A Review of Reported Cases of HIV Pre-Exposure Prophylaxis Failure With Resultant Breakthrough HIV Infections

KW To; SS Lee


HIV Medicine. 2021;22(2):75-82. 

In This Article

Abstract and Introduction


Objectives: Early randomized controlled trials (RCTs) have confirmed high efficacy of pre-exposure prophylaxis (PrEP) for preventing HIV infection in men who have sex with men (MSM) with high HIV exposure risk. Nevertheless, some PrEP failure cases have been reported despite adequate drug adherence. This review aims to summarize the common features of PrEP failure cases and discuss the implications of upscaling PrEP programmes.

Methods: A search based on articles and clinical trials was conducted through Medline and OVID, with keywords for accessing publications reporting 'true' PrEP failure in the presence of documented adherence to daily regimen of co-formulated tenofovir disoproxil fumarate/emtricitabone.

Results: Ten cases of 'true' PrEP failure were identified, all of which were preceded by continued practice of condomless anal sex, despite documented adherence. Dried blood spot and/or hair analyses provided supporting evidence of adherence in eight cases. There was strong association of PrEP failure with recurrent or multiple sexually transmitted diseases and infection with resistant HIV viruses. Seroconversion was usually atypical or delayed because of significantly suppressed viral load, making diagnosis a clinical challenge.

Discussion: Although it is uncommon, 'true' PrEP failure can occur in a real-world situation, contrary to the outcome of early RCTs. Failure to identify HIV infection while on PrEP can potentially lead to the emergence of drug-resistant virus. To achieve effective HIV prevention, PrEP programmes should emphasize safer sexual practice in addition to drug adherence. Early identification of PrEP failure is crucial, which requires the development of highly sensitive assays and their clinical application.


Pre-exposure prophylaxis (PrEP) has revolutionized the strategies for the prevention of HIV infection. Currently, the regimen approved by the World Health Organization (WHO) and other national/international organizations for PrEP is a single tablet comprising two antiretrovirals: emtricitabine (FTC) and tenofovir (TFV) disoproxil fumarate (TDF). Early studies showed that with regular daily dosing, high efficacy of TDF/FTC in preventing HIV infection can be achieved.[1] Subsequent studies showed that high efficacy was possible with an on-demand dosing regimen,[2] although it carries the risk of breakthrough infection if the drug level becomes suboptimal. In an open-label randomized control trial (RCT) cohort involving an immediate and a deferred group of MSM for PrEP initiation, there were significantly fewer HIV infections in the immediate group.[3]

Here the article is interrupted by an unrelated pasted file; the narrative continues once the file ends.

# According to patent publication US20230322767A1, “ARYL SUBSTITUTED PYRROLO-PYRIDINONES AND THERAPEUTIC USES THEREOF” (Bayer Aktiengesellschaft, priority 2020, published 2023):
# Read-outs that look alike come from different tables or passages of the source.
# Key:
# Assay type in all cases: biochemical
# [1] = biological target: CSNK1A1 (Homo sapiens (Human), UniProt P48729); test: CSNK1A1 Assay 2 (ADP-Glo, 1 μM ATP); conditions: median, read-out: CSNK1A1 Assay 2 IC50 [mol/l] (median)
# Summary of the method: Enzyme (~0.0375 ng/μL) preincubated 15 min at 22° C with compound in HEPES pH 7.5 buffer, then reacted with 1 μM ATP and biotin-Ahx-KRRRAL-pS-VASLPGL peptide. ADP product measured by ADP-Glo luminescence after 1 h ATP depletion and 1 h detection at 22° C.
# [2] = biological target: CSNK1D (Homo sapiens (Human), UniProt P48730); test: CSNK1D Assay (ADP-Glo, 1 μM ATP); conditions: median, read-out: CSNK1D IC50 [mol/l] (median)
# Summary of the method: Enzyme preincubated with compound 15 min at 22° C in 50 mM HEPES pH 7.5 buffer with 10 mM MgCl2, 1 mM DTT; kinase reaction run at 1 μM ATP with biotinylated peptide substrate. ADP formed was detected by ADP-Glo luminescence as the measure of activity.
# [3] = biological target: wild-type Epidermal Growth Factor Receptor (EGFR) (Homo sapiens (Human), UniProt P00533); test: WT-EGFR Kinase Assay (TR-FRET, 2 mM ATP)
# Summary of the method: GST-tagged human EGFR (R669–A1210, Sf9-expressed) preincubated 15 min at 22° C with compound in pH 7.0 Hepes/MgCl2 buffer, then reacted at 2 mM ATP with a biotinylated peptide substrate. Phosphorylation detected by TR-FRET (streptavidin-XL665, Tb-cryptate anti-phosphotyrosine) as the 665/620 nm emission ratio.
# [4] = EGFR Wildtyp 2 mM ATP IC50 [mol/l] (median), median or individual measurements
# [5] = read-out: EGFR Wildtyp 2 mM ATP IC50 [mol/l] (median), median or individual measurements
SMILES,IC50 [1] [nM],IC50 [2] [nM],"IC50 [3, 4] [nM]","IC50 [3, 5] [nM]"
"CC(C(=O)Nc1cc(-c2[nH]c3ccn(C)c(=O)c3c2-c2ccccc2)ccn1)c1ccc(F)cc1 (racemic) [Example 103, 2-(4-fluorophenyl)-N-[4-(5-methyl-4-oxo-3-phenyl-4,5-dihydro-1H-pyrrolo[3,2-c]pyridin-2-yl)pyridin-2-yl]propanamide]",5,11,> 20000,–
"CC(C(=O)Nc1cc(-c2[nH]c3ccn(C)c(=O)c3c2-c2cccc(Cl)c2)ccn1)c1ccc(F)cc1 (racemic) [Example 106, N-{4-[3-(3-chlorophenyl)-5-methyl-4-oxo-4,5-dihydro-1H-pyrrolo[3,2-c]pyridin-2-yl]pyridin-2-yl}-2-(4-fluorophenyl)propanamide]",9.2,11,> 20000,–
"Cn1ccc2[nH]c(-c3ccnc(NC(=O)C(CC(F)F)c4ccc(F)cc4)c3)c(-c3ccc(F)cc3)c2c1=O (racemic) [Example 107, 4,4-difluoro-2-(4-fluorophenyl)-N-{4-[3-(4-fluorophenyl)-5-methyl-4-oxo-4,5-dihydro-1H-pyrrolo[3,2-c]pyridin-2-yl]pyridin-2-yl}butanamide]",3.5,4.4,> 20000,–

As an HIV prevention strategy, failure of PrEP is the most feared outcome. In the 72-week study, 28 out of 1225 MSM/transgender women became HIV-infected after PrEP.[4] In the open-label PROUD study, only three HIV infections occurred in 275 MSM receiving immediate PrEP for at least 2 years.[3] In these two studies, the HIV incidence was < 2/100 person-years in people on daily PrEP.[3,4] The IPERGAY study reported an HIV incidence of 0.19 per 100 person-years in MSM receiving on-demand PrEP.[5] Another open-label observational study in Australia reported no breakthrough seroconversion in over 300 persons (mostly MSM) during PrEP, but 30 individuals were lost to follow-up so the specific outcome was unknown.[6] The Bangkok Tenofovir Study enrolled 2413 people who inject drugs, and, of these, there were 17 breakthrough infections in those on daily TDF.[7] In the large Partners PrEP Study enrolling over 10 000 heterosexual males and females, and seroconversion occurred in 17 and 13 participants who were taking TDF and TDF/FTC, respectively.[8] Their association with non-adherence could be inferred from the observation that only 31% had detectable TFV at the seroconversion visit. In the service setting, there was no reported HIV infection during over 5000 person-years of PrEP in a cohort in the United States.[9]

Currently there is no consensus definition of 'PrEP failure'. The broadest definition of PrEP failure is the inclusion of all HIV seroconversions occurring at any time along the care continuum for PrEP.[10] In practice, failure may occur as a result of non-adherence leading to sub-therapeutic drug levels in the body or acquisition of resistant viruses. Some cases might have been infected before PrEP took effect. With the increasing use of a TDF-based regimen for PrEP from clinical trials to HIV prevention service programmes, failure was considered to be relatively uncommon.[9] Seroconversions in the course of PrEP have been reported, some of them with suboptimal drug levels, while others seroconverted despite the maintenance of an adequate drug levels. It is important to differentiate between different forms of PrEP failures, and the strategy for their prevention and management vary considerably. We define 'true PrEP failure' as the occurrence of HIV seroconversion despite reported documentation of adherence to the standard daily TDF-based regimen, supported by results of available pharmacological monitoring. In this review, we summarized the features and associations of true PrEP failure cases, and discussed their implications in the implementation of PrEP in real-world situation.